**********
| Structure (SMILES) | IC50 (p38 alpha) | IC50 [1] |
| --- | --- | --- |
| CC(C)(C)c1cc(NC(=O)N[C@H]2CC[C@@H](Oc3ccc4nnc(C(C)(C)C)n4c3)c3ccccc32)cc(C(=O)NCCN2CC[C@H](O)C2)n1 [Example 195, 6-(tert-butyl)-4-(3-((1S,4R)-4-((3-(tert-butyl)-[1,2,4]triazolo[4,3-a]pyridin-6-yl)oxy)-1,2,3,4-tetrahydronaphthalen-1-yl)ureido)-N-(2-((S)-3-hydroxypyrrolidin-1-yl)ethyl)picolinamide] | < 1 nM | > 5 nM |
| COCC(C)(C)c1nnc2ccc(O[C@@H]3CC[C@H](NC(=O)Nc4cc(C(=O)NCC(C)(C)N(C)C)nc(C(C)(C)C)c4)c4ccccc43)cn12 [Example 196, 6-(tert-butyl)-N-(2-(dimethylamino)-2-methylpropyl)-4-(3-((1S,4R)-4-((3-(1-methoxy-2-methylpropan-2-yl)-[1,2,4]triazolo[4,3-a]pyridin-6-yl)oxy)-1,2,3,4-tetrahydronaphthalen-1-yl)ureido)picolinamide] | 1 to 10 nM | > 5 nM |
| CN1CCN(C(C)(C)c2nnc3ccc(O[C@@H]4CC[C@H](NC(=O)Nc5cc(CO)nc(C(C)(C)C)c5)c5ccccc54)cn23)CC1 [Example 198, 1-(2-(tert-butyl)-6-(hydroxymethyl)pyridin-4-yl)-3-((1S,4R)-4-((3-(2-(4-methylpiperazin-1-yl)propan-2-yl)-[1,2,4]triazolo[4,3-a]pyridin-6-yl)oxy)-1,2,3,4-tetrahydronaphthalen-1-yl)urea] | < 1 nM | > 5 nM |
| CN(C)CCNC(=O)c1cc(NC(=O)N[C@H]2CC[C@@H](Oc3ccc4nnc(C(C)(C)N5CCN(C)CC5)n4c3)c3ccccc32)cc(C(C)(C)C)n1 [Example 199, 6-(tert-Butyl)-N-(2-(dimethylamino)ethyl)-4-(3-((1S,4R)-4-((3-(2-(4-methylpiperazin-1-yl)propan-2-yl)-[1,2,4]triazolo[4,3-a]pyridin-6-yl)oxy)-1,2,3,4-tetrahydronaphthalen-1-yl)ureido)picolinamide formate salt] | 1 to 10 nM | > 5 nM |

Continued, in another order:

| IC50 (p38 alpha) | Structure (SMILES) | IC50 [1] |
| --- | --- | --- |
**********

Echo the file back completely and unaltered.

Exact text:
| Structure (SMILES) | IC50 (p38 alpha) | IC50 [1] |
| --- | --- | --- |
| CC(C)(C)c1cc(NC(=O)N[C@H]2CC[C@@H](Oc3ccc4nnc(C(C)(C)C)n4c3)c3ccccc32)cc(C(=O)NCCN2CC[C@H](O)C2)n1 [Example 195, 6-(tert-butyl)-4-(3-((1S,4R)-4-((3-(tert-butyl)-[1,2,4]triazolo[4,3-a]pyridin-6-yl)oxy)-1,2,3,4-tetrahydronaphthalen-1-yl)ureido)-N-(2-((S)-3-hydroxypyrrolidin-1-yl)ethyl)picolinamide] | < 1 nM | > 5 nM |
| COCC(C)(C)c1nnc2ccc(O[C@@H]3CC[C@H](NC(=O)Nc4cc(C(=O)NCC(C)(C)N(C)C)nc(C(C)(C)C)c4)c4ccccc43)cn12 [Example 196, 6-(tert-butyl)-N-(2-(dimethylamino)-2-methylpropyl)-4-(3-((1S,4R)-4-((3-(1-methoxy-2-methylpropan-2-yl)-[1,2,4]triazolo[4,3-a]pyridin-6-yl)oxy)-1,2,3,4-tetrahydronaphthalen-1-yl)ureido)picolinamide] | 1 to 10 nM | > 5 nM |
| CN1CCN(C(C)(C)c2nnc3ccc(O[C@@H]4CC[C@H](NC(=O)Nc5cc(CO)nc(C(C)(C)C)c5)c5ccccc54)cn23)CC1 [Example 198, 1-(2-(tert-butyl)-6-(hydroxymethyl)pyridin-4-yl)-3-((1S,4R)-4-((3-(2-(4-methylpiperazin-1-yl)propan-2-yl)-[1,2,4]triazolo[4,3-a]pyridin-6-yl)oxy)-1,2,3,4-tetrahydronaphthalen-1-yl)urea] | < 1 nM | > 5 nM |
| CN(C)CCNC(=O)c1cc(NC(=O)N[C@H]2CC[C@@H](Oc3ccc4nnc(C(C)(C)N5CCN(C)CC5)n4c3)c3ccccc32)cc(C(C)(C)C)n1 [Example 199, 6-(tert-Butyl)-N-(2-(dimethylamino)ethyl)-4-(3-((1S,4R)-4-((3-(2-(4-methylpiperazin-1-yl)propan-2-yl)-[1,2,4]triazolo[4,3-a]pyridin-6-yl)oxy)-1,2,3,4-tetrahydronaphthalen-1-yl)ureido)picolinamide formate salt] | 1 to 10 nM | > 5 nM |

Continued, in another order:

| IC50 (p38 alpha) | Structure (SMILES) | IC50 [1] |
| --- | --- | --- |